The season is over for the Coast Union boys and girls soccer teams, and while they played a bit better Feb. 1 at McFarland High School (losing 3-1), on Saturday, Feb. 4, the boys were shut out, 3-0.
As to the McFarland game (played in the San Joaquin Valley), after having struggled late in the season, coach Luis Plasencia said the players’ skills, focus and hustle showed improvement. Still, the team had four opportunities to score, and the only goal was booted in on a corner kick by Damien Fernandez.
Diego Leonardo was solid in the net for the Broncos, making seven saves.
On Saturday, Feb. 4, at home against Liberty High School, Plasencia said Liberty scored all its goals in the first half, and Coast was unable to answer.
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Next year, Plasencia will have seven or eight seniors on the team. He said a successful team needs to work on skills and conditioning “year around” and hopes he can persuade his players to engage in soccer during the offseason.
The Lady Broncos, meanwhile, ended their season by losing to McFarland 3-0 on Wednesday, Feb. 1, in the San Joaquin Valley. Coach Victoria McConnell gave credit to Cynthia Cadena for saving more than 20 shots on goal, and she noted that shots were taken on goal by Coast players Gabby Cisneros, Kaelani Ribera and Emma Sison.
McConnell also credited Ribera (six goals) and Ashly Colins (five goals) as top scorers on the team this season, and she praised freshman Maria Castillo for stepping up and replacing defensive standout Gigi Stoothoff when Stoothoff suffered a season-ending broken ankle early in the season.
Notwithstanding the relative success in the first seven matches (Coast went 3-3-1), McConnell said the girls “stopped playing as a team and began to play as individuals” in late December. “They were not a united team,” she continued, and they “did not even care to win.”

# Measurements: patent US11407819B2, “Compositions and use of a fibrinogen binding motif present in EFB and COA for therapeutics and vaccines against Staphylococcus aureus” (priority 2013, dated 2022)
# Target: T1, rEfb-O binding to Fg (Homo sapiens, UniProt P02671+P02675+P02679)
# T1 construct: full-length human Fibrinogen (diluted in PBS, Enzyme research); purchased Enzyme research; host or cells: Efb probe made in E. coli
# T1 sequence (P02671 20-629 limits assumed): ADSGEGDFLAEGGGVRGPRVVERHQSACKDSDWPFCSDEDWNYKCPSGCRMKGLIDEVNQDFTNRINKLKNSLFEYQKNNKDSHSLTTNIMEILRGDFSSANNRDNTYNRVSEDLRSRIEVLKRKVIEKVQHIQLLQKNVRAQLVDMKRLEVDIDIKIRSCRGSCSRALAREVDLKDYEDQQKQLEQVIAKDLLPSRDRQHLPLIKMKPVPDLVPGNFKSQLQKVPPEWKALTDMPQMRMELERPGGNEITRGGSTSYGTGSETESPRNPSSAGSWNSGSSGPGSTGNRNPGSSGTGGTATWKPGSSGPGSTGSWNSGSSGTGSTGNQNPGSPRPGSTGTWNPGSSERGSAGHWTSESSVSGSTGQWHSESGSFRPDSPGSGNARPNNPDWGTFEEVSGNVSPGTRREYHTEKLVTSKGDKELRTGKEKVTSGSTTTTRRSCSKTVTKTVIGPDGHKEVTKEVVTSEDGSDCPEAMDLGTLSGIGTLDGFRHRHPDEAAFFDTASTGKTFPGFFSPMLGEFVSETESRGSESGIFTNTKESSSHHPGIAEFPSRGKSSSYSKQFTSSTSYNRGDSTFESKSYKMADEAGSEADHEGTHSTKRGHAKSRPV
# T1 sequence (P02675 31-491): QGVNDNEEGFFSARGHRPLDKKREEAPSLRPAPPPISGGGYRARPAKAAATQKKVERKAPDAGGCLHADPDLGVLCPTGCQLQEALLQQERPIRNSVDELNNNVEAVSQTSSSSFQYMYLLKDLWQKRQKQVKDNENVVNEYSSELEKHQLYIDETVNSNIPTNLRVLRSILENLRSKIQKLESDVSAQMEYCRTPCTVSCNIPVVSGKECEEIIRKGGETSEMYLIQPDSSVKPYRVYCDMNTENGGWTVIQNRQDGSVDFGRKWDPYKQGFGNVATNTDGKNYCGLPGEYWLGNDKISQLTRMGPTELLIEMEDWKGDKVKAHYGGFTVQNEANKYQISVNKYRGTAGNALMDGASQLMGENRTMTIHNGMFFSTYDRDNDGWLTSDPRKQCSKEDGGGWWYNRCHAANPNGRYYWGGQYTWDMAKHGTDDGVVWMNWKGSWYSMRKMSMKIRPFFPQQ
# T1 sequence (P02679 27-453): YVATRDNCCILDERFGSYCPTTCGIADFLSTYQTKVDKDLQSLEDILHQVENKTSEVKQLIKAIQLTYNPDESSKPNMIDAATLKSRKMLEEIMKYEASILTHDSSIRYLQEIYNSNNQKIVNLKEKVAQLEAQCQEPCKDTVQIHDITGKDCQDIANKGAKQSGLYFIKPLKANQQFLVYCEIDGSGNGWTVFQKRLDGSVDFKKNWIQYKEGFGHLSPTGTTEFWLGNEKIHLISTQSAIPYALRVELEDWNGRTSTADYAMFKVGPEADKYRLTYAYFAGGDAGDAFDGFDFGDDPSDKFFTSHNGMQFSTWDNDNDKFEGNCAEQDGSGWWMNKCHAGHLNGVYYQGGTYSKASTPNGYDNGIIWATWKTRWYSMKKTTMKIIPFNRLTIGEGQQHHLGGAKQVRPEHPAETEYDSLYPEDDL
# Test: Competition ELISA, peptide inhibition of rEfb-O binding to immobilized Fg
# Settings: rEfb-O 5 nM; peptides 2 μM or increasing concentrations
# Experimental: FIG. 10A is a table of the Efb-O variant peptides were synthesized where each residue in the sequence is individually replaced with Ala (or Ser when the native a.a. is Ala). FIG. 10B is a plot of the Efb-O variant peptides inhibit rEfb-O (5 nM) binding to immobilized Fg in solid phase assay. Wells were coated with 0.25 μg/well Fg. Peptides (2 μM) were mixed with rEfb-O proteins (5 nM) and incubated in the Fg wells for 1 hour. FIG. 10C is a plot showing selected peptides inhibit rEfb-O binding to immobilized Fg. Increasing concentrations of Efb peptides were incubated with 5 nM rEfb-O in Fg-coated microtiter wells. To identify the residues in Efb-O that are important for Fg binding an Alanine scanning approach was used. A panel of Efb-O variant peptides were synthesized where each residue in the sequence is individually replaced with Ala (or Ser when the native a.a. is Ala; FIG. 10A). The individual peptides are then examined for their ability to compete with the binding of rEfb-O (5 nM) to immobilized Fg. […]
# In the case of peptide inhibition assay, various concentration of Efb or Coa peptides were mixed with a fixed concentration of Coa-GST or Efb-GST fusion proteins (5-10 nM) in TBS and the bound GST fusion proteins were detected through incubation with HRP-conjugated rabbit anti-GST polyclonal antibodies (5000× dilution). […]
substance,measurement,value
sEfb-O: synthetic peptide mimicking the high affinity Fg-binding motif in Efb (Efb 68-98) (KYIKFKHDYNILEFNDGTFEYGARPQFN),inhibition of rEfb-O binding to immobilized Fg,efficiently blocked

That said, McConnell said she takes “full responsibility as a head coach. I don’t know if the girls lost faith in each other, or in me. If I do return next year, I will strive to remedy this fractured team through discipline and hard work, consistency and team building.”
Aaron Wharton, whose freshman daughter, Ani, played on the team, said the players weren’t coached as well “as they needed to be.” The girls have basic soccer skills that many learned playing CYAA soccer, but they needed to be “blended into a team environment,” at the high school level, said Wharton, who coached CYAA soccer.
He said that “conditioning took a back seat” in the later stages of the season, and Wharton believes the dearth of intense conditioning may have been responsible for the many injuries the team suffered, especially in the second half of several late-season games.
In fairness, Wharton said, the team lost an extraordinarily talented defensive player in senior Stoothoff.
“She was the defensive captain — she kept people in their proper place.”
Other key players suffered injuries, Wharton noted, but he added that McConnell seemed to lack the communication leadership needed from the sidelines during games.
With an eye to next soccer season, Wharton said he, along with other parents of players, will work toward making soccer more visible in the community.
“There’s no booster support, there’s no snack bar and no support coming from the administration,” he said. “We want to get more people from the community out watching the games.”